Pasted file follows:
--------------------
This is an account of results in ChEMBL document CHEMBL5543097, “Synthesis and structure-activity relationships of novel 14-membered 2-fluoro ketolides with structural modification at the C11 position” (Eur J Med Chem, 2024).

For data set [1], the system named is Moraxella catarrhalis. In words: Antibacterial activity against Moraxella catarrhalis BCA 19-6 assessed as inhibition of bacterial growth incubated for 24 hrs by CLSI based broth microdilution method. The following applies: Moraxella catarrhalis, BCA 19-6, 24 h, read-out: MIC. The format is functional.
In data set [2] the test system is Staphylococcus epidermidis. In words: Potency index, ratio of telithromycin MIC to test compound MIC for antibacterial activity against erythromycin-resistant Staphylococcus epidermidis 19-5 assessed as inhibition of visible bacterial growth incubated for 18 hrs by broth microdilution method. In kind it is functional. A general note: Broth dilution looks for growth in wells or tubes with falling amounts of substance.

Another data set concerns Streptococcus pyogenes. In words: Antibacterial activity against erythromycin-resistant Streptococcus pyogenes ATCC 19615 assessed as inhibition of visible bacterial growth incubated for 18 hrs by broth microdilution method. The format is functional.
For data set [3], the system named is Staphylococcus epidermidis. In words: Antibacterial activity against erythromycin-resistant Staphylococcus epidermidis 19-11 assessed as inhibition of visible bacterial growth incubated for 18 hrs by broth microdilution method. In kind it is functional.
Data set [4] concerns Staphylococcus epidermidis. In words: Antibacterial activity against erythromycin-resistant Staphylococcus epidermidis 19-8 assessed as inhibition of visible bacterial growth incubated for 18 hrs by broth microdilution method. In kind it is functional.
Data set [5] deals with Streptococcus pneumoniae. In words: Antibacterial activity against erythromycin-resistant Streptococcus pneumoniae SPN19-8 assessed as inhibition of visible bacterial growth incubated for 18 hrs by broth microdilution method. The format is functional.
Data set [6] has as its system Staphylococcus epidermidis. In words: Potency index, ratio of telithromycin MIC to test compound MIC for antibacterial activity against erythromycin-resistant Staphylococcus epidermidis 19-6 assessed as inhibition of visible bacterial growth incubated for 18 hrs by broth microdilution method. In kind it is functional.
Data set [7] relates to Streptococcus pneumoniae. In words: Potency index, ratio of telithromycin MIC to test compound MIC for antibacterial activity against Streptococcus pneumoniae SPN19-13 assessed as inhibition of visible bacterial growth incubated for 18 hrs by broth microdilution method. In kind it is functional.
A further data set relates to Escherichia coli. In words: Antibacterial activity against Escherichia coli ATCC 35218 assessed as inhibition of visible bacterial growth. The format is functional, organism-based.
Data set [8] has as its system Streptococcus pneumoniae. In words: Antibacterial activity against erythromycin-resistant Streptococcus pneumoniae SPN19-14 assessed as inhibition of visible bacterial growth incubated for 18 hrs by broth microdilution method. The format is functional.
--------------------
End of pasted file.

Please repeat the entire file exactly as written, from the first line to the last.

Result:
This is an account of results in ChEMBL document CHEMBL5543097, “Synthesis and structure-activity relationships of novel 14-membered 2-fluoro ketolides with structural modification at the C11 position” (Eur J Med Chem, 2024).

For data set [1], the system named is Moraxella catarrhalis. In words: Antibacterial activity against Moraxella catarrhalis BCA 19-6 assessed as inhibition of bacterial growth incubated for 24 hrs by CLSI based broth microdilution method. The following applies: Moraxella catarrhalis, BCA 19-6, 24 h, read-out: MIC. The format is functional.
In data set [2] the test system is Staphylococcus epidermidis. In words: Potency index, ratio of telithromycin MIC to test compound MIC for antibacterial activity against erythromycin-resistant Staphylococcus epidermidis 19-5 assessed as inhibition of visible bacterial growth incubated for 18 hrs by broth microdilution method. In kind it is functional. A general note: Broth dilution looks for growth in wells or tubes with falling amounts of substance.

Another data set concerns Streptococcus pyogenes. In words: Antibacterial activity against erythromycin-resistant Streptococcus pyogenes ATCC 19615 assessed as inhibition of visible bacterial growth incubated for 18 hrs by broth microdilution method. The format is functional.
For data set [3], the system named is Staphylococcus epidermidis. In words: Antibacterial activity against erythromycin-resistant Staphylococcus epidermidis 19-11 assessed as inhibition of visible bacterial growth incubated for 18 hrs by broth microdilution method. In kind it is functional.
Data set [4] concerns Staphylococcus epidermidis. In words: Antibacterial activity against erythromycin-resistant Staphylococcus epidermidis 19-8 assessed as inhibition of visible bacterial growth incubated for 18 hrs by broth microdilution method. In kind it is functional.
Data set [5] deals with Streptococcus pneumoniae. In words: Antibacterial activity against erythromycin-resistant Streptococcus pneumoniae SPN19-8 assessed as inhibition of visible bacterial growth incubated for 18 hrs by broth microdilution method. The format is functional.
Data set [6] has as its system Staphylococcus epidermidis. In words: Potency index, ratio of telithromycin MIC to test compound MIC for antibacterial activity against erythromycin-resistant Staphylococcus epidermidis 19-6 assessed as inhibition of visible bacterial growth incubated for 18 hrs by broth microdilution method. In kind it is functional.
Data set [7] relates to Streptococcus pneumoniae. In words: Potency index, ratio of telithromycin MIC to test compound MIC for antibacterial activity against Streptococcus pneumoniae SPN19-13 assessed as inhibition of visible bacterial growth incubated for 18 hrs by broth microdilution method. In kind it is functional.
A further data set relates to Escherichia coli. In words: Antibacterial activity against Escherichia coli ATCC 35218 assessed as inhibition of visible bacterial growth. The format is functional, organism-based.
Data set [8] has as its system Streptococcus pneumoniae. In words: Antibacterial activity against erythromycin-resistant Streptococcus pneumoniae SPN19-14 assessed as inhibition of visible bacterial growth incubated for 18 hrs by broth microdilution method. The format is functional.